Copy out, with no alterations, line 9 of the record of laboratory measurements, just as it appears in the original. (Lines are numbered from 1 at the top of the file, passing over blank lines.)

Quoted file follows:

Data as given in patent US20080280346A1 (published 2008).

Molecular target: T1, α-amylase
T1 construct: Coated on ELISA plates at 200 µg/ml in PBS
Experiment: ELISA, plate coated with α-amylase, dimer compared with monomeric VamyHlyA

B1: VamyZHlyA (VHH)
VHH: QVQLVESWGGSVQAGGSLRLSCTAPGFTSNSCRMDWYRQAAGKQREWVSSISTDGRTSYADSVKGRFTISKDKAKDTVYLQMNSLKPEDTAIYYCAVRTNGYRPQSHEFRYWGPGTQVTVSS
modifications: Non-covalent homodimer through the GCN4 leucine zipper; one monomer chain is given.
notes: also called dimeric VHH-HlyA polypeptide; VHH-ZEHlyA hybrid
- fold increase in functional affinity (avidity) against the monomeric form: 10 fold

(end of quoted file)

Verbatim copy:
- fold increase in functional affinity (avidity) against the monomeric form: 10 fold